A Russian exoskeleton starts clinical trials in the U.S.

ExoAtlet has already opened an office in South Korea, and in the second half of 2018 it plans to expand to other Asian countries and the U.S.

ExoAtlet has already opened an office in South Korea, and in the second half of 2018 it plans to expand to other Asian countries and the U.S.

ExoAtlet
ExoAtlet, a medical exoskeleton created by developers in Moscow for the rehabilitation of patients with lower limb motor impairments, will be introduced in the U.S., Japan and China. The Russian startup raised $5 million from South Korea's Cosmo Co Ltd. to fund international expansion.

The bionic enhancement market, along with AI and blockchain, are the next big thing: the robotic exoskeleton market is expected to reach $4.65 billion by 2026. U.S.-based companies such as Ekso Bionics, HAL Cyberdyne, ReWalk, and Indego already offer exoskeletons that help people with spinal injuries to walk.

Developers at Moscow-based ExoAtlet, however, believe their creation offers patients an advantage over the competition. The company already opened an office in South Korea, and in the second half of 2018 it plans to expand to other Asian countries and the U.S.

“Our technical solutions allow the patient to walk in an exoskeleton as close as possible to an ordinary person, which is very important for restoring one's natural ability,” ExoAtlet co-founder Ekaterina Bereziy told Russia Beyond.

ExoAtlet's team has developed new methods of rehabilitation for patients following a spinal cord injury, stroke and multiple sclerosis. 

The company so far has had a positive experience in South Korea, and after receiving certification in May a total eight exoskeletons were sold in just one month. In the second half of 2018, the startup will open offices in Japan and China, and will sell exoskeletons in Singapore, Malaysia, Thailand and Vietnam.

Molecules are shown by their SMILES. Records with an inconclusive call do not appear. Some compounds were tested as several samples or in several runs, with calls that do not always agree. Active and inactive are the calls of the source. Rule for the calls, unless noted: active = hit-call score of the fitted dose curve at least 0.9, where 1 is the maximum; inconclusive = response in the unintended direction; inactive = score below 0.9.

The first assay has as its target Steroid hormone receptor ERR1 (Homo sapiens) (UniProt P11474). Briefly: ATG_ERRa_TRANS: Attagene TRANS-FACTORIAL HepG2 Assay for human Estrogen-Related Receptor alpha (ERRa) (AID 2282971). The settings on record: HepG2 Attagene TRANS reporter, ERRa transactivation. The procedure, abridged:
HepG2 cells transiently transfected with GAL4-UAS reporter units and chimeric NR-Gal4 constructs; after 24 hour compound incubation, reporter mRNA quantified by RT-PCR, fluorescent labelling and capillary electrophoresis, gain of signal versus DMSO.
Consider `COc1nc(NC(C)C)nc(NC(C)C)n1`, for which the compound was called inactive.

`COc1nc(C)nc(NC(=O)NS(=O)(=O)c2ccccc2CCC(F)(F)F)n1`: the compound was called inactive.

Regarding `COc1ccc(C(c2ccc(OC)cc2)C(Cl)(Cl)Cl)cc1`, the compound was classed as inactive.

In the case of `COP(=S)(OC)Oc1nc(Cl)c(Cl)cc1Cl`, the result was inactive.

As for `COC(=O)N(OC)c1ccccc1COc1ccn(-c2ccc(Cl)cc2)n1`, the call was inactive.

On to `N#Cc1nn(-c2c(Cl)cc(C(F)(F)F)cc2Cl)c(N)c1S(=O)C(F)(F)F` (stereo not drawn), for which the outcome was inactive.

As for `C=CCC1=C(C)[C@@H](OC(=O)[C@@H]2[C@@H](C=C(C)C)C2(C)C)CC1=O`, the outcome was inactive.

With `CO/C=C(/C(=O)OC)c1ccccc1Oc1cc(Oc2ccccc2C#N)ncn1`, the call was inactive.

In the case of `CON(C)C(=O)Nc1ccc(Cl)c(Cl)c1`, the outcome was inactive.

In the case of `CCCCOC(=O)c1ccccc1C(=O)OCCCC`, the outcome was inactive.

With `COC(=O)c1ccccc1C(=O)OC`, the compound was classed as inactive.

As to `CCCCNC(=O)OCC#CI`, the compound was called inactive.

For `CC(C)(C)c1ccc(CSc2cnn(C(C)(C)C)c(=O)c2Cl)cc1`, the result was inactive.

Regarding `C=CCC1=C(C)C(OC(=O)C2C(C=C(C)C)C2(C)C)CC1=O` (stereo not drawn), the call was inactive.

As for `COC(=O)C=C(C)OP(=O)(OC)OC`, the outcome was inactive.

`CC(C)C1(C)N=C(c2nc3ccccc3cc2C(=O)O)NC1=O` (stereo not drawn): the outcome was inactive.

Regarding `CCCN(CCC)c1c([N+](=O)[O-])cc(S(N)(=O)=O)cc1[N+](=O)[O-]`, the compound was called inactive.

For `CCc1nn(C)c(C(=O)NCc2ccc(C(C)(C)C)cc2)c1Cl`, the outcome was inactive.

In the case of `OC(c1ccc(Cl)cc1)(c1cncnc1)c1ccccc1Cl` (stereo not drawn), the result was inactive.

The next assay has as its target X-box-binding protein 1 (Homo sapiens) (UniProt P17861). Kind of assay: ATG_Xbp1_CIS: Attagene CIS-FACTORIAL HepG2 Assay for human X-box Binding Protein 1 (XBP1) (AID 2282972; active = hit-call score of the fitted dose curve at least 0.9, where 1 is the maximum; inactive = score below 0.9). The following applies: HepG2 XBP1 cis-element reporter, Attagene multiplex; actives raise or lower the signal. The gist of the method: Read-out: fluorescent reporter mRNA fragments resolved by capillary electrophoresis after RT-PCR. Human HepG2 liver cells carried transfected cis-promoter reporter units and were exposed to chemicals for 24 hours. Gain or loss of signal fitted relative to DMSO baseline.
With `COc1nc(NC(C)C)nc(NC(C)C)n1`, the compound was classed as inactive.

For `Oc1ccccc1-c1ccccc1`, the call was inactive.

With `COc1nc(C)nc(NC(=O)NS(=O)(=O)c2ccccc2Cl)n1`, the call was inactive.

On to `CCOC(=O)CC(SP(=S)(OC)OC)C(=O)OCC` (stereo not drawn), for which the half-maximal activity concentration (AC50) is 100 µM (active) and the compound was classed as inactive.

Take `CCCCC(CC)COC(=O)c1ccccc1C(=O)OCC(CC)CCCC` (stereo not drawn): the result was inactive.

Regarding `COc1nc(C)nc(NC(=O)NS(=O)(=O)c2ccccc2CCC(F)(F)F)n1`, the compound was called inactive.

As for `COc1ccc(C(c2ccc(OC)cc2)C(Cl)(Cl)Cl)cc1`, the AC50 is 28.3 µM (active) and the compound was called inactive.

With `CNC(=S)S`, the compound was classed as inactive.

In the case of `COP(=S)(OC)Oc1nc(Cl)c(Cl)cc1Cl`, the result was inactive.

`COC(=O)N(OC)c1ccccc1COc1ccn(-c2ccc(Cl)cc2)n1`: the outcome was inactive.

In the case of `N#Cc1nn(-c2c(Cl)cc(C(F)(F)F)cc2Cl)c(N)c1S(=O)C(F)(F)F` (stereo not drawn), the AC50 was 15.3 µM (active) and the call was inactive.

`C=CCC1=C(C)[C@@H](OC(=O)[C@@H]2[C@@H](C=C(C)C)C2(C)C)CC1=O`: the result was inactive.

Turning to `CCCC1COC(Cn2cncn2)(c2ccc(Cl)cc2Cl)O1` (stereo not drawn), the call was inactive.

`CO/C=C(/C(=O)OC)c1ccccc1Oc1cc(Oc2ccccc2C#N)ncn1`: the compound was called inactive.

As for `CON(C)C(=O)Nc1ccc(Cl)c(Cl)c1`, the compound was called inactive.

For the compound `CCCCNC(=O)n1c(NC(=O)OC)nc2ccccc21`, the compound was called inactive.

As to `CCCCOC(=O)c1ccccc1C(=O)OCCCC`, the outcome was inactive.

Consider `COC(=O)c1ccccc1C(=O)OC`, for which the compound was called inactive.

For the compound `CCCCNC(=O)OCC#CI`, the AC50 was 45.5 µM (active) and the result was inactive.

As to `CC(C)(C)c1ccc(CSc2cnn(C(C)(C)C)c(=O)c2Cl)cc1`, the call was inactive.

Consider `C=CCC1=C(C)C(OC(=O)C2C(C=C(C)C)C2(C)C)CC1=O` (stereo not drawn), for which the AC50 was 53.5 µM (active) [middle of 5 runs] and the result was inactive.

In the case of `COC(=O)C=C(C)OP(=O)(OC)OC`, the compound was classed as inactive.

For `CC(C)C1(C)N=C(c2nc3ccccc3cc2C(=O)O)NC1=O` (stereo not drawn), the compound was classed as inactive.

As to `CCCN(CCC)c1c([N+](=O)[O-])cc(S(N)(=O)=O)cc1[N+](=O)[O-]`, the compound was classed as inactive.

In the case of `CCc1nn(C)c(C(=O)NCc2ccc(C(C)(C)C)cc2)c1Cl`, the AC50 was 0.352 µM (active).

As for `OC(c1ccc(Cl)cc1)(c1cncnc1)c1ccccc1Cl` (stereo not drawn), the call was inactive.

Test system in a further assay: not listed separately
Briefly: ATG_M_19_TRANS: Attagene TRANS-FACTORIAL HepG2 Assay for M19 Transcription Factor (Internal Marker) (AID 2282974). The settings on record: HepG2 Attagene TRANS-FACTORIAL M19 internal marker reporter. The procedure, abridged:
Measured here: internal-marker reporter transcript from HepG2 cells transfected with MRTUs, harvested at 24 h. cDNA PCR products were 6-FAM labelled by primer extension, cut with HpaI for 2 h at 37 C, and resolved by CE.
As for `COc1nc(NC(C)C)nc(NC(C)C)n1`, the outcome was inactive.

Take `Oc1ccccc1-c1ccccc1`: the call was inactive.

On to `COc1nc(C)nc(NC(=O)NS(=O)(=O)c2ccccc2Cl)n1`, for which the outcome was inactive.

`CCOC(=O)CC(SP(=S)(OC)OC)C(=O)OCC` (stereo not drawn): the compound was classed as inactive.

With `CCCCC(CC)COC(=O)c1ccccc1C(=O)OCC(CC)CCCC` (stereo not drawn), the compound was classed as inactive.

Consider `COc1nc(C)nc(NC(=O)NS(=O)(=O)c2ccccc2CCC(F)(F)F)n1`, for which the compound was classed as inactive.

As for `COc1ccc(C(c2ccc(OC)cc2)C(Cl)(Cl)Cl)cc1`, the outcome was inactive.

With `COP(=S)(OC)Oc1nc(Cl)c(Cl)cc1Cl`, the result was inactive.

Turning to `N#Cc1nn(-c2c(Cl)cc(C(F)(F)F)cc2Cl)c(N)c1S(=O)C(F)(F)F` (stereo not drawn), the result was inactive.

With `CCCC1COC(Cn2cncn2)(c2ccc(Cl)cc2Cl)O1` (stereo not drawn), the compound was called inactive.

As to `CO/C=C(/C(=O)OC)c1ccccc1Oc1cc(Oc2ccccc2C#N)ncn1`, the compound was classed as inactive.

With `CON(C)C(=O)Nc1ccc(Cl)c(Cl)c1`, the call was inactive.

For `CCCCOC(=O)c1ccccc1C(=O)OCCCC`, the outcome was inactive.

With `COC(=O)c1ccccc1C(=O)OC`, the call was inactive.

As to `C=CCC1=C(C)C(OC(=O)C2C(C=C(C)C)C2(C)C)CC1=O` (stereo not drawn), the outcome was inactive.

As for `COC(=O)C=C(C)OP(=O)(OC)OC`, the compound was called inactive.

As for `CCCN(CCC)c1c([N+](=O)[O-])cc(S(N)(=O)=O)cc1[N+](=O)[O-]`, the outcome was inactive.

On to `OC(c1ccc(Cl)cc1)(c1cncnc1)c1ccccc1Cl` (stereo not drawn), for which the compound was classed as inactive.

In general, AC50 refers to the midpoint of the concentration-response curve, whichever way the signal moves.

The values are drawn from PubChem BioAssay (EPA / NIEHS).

According to Joe Young, CEO of ExoAtlet Asia, the Asian market will see rapid development in rehabilitation robotics in the coming decade. “We plan to sell exoskeletons to clinics and individuals,” Yong said.

In the U.S., the Russian startup plans to open an office in Washington D.C. and will start clinical trials in local hospitals. ExoAtlet is partnering with MedStarsspecializing in developing disruptive life sciences companies.

When clinical trials are completed ExoAtlet will apply for FDA certification. That process, however, might take as much as two years, but after FDA approval the Russian exoskeleton will go on sale in the U.S. The company said it must still do market research to determine the price.

“A few large hospitals in the U.S. are interested, and the next step is to find patients and prepare the research timeline,” Bereziy said. “There's a large concentration of our potential medical partners on the East Coast in the Philadelphia area, Boston, New York and Washington. Also, we are looking at Texas and California.”

The exoskeleton developers are hoping that FDA approval will also open access to other markets, such as Latin America.

The origins of ExoAtlet date to 2011 when it was launched and financed by Russia's Emergency Situations Ministry to help rescue people in fires, as well as for moving heavy loads. The first versions made it possible for an ordinary person to lift up to 200 kilograms. In 2013, the team decided to start development of a medical exoskeleton.

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